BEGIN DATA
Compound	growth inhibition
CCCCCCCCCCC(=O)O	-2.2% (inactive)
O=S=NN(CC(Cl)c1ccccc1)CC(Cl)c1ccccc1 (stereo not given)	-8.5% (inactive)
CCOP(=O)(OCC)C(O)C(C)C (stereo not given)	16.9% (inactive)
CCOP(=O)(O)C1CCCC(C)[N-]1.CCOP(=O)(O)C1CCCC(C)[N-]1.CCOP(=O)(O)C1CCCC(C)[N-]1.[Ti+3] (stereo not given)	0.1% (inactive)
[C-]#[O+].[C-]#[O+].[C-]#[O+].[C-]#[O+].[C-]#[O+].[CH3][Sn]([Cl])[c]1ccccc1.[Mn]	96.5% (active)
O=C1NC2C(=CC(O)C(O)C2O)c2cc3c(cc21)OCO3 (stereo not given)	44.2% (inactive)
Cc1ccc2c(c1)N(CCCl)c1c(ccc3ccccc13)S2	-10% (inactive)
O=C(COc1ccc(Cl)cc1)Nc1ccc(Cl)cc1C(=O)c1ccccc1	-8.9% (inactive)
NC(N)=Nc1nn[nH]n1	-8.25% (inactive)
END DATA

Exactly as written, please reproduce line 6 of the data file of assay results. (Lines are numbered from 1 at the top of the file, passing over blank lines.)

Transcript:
[C-]#[O+].[C-]#[O+].[C-]#[O+].[C-]#[O+].[C-]#[O+].[CH3][Sn]([Cl])[c]1ccccc1.[Mn]	96.5% (active)